Label tracking...

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Mar 20th, 2008
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Hi


We have probes running on our links between our P-Node and PE routers. These probes are supposed to be picking up the different VRFs. I may be incorrect, but with MPLS, tagging of packets take place at every hop to identify the VRF it belongs to; and then decapsulation takes place? To my knowledge, when decoding the packets; i have come across that the probe looks at the inner most label (source label) and builds a table of all labels transversing the network (insane!). The problem with this is that labels are dynamically and randomly assigned by routers.

Anyway, the probe does seem to pick up the different VRFs but seem to have a problem picking up VRFs relating to traffic encapsulated by GTP.

The amount of traffic on the link is disproportional to the amount being captured/monitored in the different VRFs.


Could it be a label problem? Are labels assigned to the header of a gtp packet or within?


Not looking for possible solutions; just ideas...


thanks.

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Jon Marshall Thu, 03/20/2008 - 07:32
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Hi


"I may be incorrect, but with MPLS, tagging of packets take place at every hop to identify the VRF it belongs to; and then decapsulation takes place?"


I don't believe it does do this. A VPN label is added to the packet and then a further label which is used to label switch the packet from the ingress PE to the egress PE is applied.


While the packet is being switched by the P routers only the top label is used. The VPN label is only used when the packet arrives at the egress PE.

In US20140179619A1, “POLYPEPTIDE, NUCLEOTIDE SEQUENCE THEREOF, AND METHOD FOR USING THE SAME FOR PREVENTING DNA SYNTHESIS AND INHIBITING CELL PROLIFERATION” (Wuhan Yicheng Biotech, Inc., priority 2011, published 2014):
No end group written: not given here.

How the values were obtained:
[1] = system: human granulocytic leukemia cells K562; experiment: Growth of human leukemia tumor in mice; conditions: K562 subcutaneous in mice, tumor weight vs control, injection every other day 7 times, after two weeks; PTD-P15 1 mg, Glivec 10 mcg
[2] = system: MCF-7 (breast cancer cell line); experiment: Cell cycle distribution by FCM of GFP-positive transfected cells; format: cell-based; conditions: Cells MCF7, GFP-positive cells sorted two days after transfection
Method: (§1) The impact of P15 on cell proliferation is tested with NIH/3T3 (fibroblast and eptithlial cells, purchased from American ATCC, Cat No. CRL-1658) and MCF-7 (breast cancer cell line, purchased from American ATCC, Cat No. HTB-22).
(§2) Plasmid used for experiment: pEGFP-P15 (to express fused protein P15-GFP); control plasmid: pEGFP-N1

Hope i haven't misunderstood your question


Jon

cisco_trouble Wed, 04/02/2008 - 07:06
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Thanks,


Yes, you understood my question. I just need clarification. For e.g. 5 routers, five labels to a packet; the most significant label wouldbe the top label; which will be removed; and so forth until it reaches its destination where the VPN label is then read?

Jon Marshall Wed, 04/02/2008 - 07:25
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5 routers does not equal 5 labels.


In an MPLS VPN network there will typically be 2 labels on each packet. So


H1 -> CE1 -> PE1 -> P1 -> P2 -> P3 -> PE2 -> CE2 -> H2


H1 and H2 are in the same MPLS VPN.


H1 sends an IP packet to H2. PE1 puts 2 labels on the packet. The first label it attaches is for the VPN. This label is not read or changed until the packet reaches PE2.


The second label is the label used to get the packet to PE2. So PE1 attaches a label to get to P1 and the packet is label switched to P1. P1 receives the packet, removes the top label only and adds a new label to get the packet to P2. P2 does same.


When packet arrives at PE2, PE2 removes the top label and then the second label which is the VPN label and then forwards the packet to CE2.


Just to be correct PE2 would probably not have to remove the topmost label due to PHP (Penultimate Pop Hopping).


Jon

cisco_trouble Thu, 04/03/2008 - 00:03
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At any point from H1 to H2; 2 labels would be attached to the packet. A probe attached between the P-nodes e.g. P1 and P2, would pick up the exact labels if it were attached between P2 and P3.


Thanks Jon, you clarified things for me.



cisco_trouble Thu, 04/03/2008 - 00:05
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At any point from H1 to H2; 2 labels would be attached to the packet. A probe attached between the P-nodes e.g. P1 and P2, would pick up the exact labels if it were attached between P2 and P3.


Thanks Jon, you clarified things for me.



shivlu jain Thu, 03/27/2008 - 09:05
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dear always remeber one thing that we are having 2 types of labels tags on the packet one is IGP label and another is VPN label and when the packet is processed form the PE to P it always look for the top label which is of IGP label and when it reaches to the second last router in the network it performs the PHP and remove the IGP label and only send the packet with vpn label, Once the packet is receved by that PE the vpn label is removed and the packet is enetered in the vrf table and forwarded to CE as ip packet.


regards

shivlu.

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